Friday, June 24, 2011

Vermont Quilt Show

My first visit to the Champlain Valley Quilt Show, which rivaled any collection of quilts I've ever seen--a spectacular show of folk art.  

Some of my favorites: 

Monday, January 31, 2011

Unleashed Emotions

After a particularly difficult evening with a bad-tempered Daughter (tired after a sleepover), Husband read this passage in Keith Richard's autobiography Life.  It made us laugh.  

"The power of the teenage females of thirteen, fourteen, fifteen, when they're in a gang, has never left me.  They nearly killed me.  I was never more in fear for my life that I was from teenage girls.  The ones that choked me, tore me to shreds, if you got caught in a frenzied crowd of them--it's hard to express how frightening they could be.  You'd rather be in a trench fighting the enemy than to be faced with this unstoppable, killer wave of lust and desire, or whatever it is--it's unknown even to them.  The cops are running away, and you're faced with this savagery of unleashed emotions." 

On so many levels, ain't that the truth. 

Sleepovers should be banished.  

Saturday, January 22, 2011

The Ghosts In Me

I was corresponding with a friend the other day about some ranch land near Elko, Nevada, that one wing of my family managed in the early to mid-1900s.  He knew of the area and told me that he always thought I "had a little hillbilly" in me.  My response to him was that I have the ghosts of many things stirring in me--even Republicans.  His response: "They all watch over you and make sure you don't turn into the dreaded yuppie."

Which got me thinkin' about those ghosts...
  • Great grandfather:  chief engineer on a Great Lakes freighter
  • Another great grandfather: physician (who delivered me in 1965)
  • Great grandmother:  suicidal
  • Another great grandmother:  a woman of the kitchen--I have her cookbooks, which are wilting away but filled with old clippings, notes, and shared recipes
  • A great x4 grandfather: War of 1812 hero*
  • Grandmother and grandfather:  Apple orchard owners and city superintendent
  • A great x3 grandfather: U.S. district attorney for the State of Delaware
  • A very distant aunt: owner of oriental rug factories in China
  • Great x2 grandfather, aunt, and uncle:  cattle ranchers near Elko, Nevada
  • Great x 2 grandfather: attorney and member of Nevada State Legislature
  • Great x4 grandfather: Maryland physician; owner of many slaves

 *As the story is told, this Captain John Adams Webster once came across a wrecked Japanese ship and rescued the sole survivor, a man named Hecko.  Hecko could not return to Japan because the Japanese beheaded men who had contact with other civilizations (true?).  So Captain Webster took Hecko home to Maryland and educated him.  Hecko became the Captain's secretary.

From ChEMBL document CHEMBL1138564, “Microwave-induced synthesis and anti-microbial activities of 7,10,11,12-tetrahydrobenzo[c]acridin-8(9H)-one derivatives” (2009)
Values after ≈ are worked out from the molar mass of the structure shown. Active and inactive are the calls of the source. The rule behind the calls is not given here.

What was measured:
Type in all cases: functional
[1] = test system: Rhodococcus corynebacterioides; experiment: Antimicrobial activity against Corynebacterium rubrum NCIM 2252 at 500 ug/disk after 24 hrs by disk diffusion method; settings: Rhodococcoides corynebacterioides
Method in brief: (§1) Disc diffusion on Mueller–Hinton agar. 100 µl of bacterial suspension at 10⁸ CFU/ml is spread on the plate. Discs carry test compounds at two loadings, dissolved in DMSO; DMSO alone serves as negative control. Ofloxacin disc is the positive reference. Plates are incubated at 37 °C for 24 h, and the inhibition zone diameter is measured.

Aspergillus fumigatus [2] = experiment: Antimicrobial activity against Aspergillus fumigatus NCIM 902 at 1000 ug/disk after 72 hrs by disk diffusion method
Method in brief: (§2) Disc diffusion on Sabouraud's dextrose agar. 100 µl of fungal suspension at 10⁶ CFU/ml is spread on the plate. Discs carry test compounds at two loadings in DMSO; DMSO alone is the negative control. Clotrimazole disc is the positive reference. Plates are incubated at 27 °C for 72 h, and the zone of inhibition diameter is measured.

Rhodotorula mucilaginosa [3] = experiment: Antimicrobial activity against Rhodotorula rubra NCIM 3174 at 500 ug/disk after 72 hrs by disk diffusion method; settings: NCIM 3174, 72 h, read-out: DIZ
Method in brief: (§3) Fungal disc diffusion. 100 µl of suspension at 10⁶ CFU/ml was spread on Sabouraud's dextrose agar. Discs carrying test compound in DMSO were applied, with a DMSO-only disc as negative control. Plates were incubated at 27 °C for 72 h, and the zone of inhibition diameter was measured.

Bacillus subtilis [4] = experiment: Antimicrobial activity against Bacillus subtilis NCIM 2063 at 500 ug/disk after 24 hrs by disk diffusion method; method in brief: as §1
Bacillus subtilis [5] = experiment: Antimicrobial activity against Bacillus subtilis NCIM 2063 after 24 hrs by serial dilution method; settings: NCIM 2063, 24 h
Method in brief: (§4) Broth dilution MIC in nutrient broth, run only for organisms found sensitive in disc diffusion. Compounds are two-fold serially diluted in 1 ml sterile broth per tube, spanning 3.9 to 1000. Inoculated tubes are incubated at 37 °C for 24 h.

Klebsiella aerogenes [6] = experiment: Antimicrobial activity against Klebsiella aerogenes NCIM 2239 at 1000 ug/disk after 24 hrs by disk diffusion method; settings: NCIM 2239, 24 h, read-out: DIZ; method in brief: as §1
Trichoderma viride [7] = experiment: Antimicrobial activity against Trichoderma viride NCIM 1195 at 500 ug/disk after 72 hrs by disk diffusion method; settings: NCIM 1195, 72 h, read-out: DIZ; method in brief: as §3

In the War of 1812, Captain Webster, at Fort Babcock, awakened and heard the sound of boat oars in the water--an advancing British fleet.  He aroused his crew, which began firing on the fleet, forcing them to retreat.  Family lore claims that it was from this incident that Francis Scott Key wrote the "Star Spangled Banner."  Also true?  I can't be sure, but it's a good story to tell.

Back to those ghosts...

The list above includes just 1/4 of my family--kin from just my maternal grandfather's family, the Pattersons and Dorseys of English, Irish, and Scottish origins, who lived primarily on the Eastern seaboard, Nevada, and into California.  My maternal grandmother's family, the Muhlitners and Satlers, came from Germany and settled directly in St. Clair, Michigan, in the 1850s.  This is where I was born. I have long records of this family hierarchy, but I know nothing about them as people.  I also know nothing about my paternal family.

Which means there is another 3/4 of my heritage stirring in me, and I have no idea who or what they were.  If the list above is any indication of variety, just think of the possibilities...

Monday, January 10, 2011


Dearest Daughter: 

A day or so ago, when we talked about how to celebrate your 13th birthday, you told me this: 

You:  I don't want a party.
Me: What?  How could that be?  This is a big year for you. 
You:  No it's not.  Sweet 16 is the big one
Me:  What do you mean, Sweet 16?
You:  You know, the year you get the biggest birthday party of your life?
Me:  No, I don't think I knew about that.
You:  You don't know anything, Mom. 

And that about sums up where we are right now...

I don't really mind if you think this though, because I am confident that I do know a few things about a few things--like being 13, for instance.  

I know that as you move into your teens, you are a pure and beautiful study of opposites.  Happy/sad, mad/loving, confident/uncertain, independent/defenseless, pushing/pulling, stressed/carefree, social/private all wrapped into sometimes the same day.  (OK, you're not actually uncertain very often.  You're too stubborn to be uncertain.)   

I know I primally *get* you in ways I've never understood anyone else, so your shifts don't really vex me.  At the same time, there are times you can turn on my mad switch quicker than lead sinks.